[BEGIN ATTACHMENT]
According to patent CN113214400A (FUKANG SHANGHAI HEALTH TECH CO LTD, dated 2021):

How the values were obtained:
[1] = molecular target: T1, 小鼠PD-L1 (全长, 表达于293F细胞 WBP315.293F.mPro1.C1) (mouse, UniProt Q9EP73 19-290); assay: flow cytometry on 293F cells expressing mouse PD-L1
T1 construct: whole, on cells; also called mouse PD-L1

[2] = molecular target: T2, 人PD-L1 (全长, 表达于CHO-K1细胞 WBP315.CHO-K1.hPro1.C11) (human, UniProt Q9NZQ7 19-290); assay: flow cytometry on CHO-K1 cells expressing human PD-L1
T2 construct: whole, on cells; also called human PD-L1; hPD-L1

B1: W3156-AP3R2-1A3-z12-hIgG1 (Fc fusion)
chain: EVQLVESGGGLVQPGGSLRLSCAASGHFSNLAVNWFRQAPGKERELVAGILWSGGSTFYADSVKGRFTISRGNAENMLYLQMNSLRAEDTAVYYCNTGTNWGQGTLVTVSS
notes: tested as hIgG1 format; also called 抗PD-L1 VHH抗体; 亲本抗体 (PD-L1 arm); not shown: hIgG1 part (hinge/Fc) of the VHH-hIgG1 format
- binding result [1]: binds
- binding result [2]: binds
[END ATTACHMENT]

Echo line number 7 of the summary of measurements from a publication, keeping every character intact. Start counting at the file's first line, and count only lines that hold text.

B1: W3156-AP3R2-1A3-z12-hIgG1 (Fc fusion)